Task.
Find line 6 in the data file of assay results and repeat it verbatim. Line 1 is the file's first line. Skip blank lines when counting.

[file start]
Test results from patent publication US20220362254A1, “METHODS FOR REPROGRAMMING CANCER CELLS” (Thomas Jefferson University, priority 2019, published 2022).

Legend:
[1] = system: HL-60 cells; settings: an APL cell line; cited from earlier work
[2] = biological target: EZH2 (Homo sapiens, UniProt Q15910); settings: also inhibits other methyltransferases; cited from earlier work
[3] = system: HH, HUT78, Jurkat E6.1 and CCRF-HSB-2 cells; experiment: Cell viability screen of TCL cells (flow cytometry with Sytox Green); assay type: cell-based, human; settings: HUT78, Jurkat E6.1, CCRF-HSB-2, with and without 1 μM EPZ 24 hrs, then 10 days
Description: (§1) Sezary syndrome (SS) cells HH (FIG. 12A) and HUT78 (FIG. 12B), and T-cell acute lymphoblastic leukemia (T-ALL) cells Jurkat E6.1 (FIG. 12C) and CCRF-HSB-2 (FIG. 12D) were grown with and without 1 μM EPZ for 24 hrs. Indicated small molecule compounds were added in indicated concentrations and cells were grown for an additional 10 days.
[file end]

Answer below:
Description: (§1) Sezary syndrome (SS) cells HH (FIG. 12A) and HUT78 (FIG. 12B), and T-cell acute lymphoblastic leukemia (T-ALL) cells Jurkat E6.1 (FIG. 12C) and CCRF-HSB-2 (FIG. 12D) were grown with and without 1 μM EPZ for 24 hrs. Indicated small molecule compounds were added in indicated concentrations and cells were grown for an additional 10 days.